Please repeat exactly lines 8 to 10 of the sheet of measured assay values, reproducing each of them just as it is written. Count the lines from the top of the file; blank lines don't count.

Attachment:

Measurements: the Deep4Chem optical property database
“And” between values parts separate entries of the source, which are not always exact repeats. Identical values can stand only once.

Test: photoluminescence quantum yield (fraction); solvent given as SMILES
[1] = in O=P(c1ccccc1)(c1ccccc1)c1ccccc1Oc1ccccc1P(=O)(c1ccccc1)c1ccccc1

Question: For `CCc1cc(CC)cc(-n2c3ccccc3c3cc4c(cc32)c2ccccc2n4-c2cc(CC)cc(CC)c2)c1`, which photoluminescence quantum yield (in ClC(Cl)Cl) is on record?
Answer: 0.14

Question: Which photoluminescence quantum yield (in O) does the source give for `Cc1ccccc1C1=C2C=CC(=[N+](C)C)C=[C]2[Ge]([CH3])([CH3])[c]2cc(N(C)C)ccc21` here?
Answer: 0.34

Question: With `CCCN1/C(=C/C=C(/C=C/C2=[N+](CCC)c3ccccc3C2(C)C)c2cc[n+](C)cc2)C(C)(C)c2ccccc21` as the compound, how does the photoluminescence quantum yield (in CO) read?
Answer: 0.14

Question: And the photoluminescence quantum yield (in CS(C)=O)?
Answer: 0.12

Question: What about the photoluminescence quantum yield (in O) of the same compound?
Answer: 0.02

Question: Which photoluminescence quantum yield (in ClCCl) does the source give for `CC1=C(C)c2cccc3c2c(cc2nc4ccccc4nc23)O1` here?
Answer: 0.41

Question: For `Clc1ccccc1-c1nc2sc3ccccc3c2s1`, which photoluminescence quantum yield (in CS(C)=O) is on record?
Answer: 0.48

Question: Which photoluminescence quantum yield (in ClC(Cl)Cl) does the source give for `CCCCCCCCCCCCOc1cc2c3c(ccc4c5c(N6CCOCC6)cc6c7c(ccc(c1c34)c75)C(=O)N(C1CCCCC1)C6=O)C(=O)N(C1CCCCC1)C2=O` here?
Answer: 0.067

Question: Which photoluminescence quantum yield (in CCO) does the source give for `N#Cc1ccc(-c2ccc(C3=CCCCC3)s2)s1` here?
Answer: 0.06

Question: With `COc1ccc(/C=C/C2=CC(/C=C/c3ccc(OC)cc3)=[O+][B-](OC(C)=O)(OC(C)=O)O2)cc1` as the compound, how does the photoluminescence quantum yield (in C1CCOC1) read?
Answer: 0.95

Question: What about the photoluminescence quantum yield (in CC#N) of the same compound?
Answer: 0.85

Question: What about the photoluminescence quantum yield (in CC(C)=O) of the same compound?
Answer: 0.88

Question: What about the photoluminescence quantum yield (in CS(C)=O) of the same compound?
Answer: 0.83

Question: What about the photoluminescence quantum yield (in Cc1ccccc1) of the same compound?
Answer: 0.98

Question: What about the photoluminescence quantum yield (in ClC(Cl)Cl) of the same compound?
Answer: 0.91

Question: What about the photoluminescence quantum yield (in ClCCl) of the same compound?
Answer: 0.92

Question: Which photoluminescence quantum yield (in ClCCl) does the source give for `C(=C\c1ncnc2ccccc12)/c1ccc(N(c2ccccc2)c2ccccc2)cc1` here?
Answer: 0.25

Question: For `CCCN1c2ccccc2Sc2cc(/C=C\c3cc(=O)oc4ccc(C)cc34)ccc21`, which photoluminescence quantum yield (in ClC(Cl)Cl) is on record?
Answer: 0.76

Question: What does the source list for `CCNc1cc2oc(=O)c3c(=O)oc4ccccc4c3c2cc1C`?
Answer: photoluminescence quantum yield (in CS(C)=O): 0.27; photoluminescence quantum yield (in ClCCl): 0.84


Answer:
Answer: 0.34

Question: With `CCCN1/C(=C/C=C(/C=C/C2=[N+](CCC)c3ccccc3C2(C)C)c2cc[n+](C)cc2)C(C)(C)c2ccccc21` as the compound, how does the photoluminescence quantum yield (in CO) read?
Answer: 0.14